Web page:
Last weekend–from Friday to Sunday–we have had FIVE mice in the house. That is the most mice we have ever had in our house in such a short time. Usually there are weeks or months between mouse sightings and killings.
I already wrote about the three mice on Halloween. Saturday morning I found a fourth dead mouse. Sunday afternoon I went out into the kitchen to wash dishes and a mouse scurried across the floor. The cats who followed me into the kitchen ran after it and chased it under the stove. All afternoon, Little Bear sat in the kitchen and waited for the most to come out. It was interesting watching his stealthy hunting technique. Ok, so mostly he just sat and waited, but I thought his patient watchfulness was remarkable. When the mouse hadn’t come out by evening, I decided to help things along by moving the stove. I am an accessory to mouse killings. I think mice are only cute in cartoons and theme parks. Whenever I start to feel sorry for a mouse, I think of the scene in the movie Ratatouille in which a horde of rats fell out of the old lady’s ceiling. Imagining hordes of disease-laden rodents multiplying in my walls causes me to lose all sympathy for the little vermin. Shudder.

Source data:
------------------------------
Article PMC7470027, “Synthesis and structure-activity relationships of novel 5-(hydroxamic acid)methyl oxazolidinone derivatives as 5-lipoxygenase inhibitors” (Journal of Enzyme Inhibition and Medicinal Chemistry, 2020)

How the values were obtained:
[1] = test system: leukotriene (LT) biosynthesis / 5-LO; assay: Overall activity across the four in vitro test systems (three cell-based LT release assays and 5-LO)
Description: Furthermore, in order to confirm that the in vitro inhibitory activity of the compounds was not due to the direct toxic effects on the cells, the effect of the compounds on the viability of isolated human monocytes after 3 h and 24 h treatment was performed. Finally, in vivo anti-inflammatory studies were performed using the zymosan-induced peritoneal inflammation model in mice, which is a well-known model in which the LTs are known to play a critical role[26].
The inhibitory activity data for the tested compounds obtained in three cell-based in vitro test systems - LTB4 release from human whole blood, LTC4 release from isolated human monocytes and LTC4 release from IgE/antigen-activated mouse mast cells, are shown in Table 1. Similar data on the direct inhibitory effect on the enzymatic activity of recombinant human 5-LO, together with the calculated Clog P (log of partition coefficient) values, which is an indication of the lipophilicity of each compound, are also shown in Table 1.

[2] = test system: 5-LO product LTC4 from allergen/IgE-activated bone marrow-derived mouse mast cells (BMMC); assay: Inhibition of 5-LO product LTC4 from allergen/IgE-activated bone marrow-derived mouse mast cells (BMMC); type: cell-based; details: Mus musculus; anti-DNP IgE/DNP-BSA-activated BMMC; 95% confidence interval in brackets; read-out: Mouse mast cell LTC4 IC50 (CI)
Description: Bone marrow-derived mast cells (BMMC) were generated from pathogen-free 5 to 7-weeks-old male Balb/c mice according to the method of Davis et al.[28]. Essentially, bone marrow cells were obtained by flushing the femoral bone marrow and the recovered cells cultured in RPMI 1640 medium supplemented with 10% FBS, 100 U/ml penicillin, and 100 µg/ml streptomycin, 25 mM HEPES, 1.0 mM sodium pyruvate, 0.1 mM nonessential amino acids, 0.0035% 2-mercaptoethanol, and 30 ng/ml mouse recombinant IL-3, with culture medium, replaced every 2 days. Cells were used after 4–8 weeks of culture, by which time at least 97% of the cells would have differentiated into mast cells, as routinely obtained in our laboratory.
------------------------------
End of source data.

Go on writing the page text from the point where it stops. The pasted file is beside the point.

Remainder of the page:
So I moved the stove and Little Bear and a couple other cats moved in. Scared, the mouse ran for it with the cats in hot pursuit. The mouse was able to get into an inaccessible spot behind a loose baseboard. I could tell exactly where he was because the cats gathered in that area. So I kicked the baseboard (further down, not where the mouse was) hoping to scare him out of hiding. He didn’t come out, so I moved the baseboard. The mouse was not moving. I had either stunned him or killed him. The cats grabbed him and took turns swatting him around the floor like a game of mouse soccer ball. Then Luke swatted the for-sure completely dead mouse and he slid out of reach under the refrigerator. Seriously? Under the fridge? I could not let a mouse decompose under the fridge. I didn’t want to try to move the fridge so I looked around for something long and thin to stick under it and sweep the mouse out. I worked for about 10 minutes, sweeping all sorts of milk lids and rings that the cats had played with from under the fridge before I finally got the mouse out. I swept him into the dustpan with the broom and threw him outside. If this keeps up, we will have a whole pile of mouse skeletons in our yard by Spring.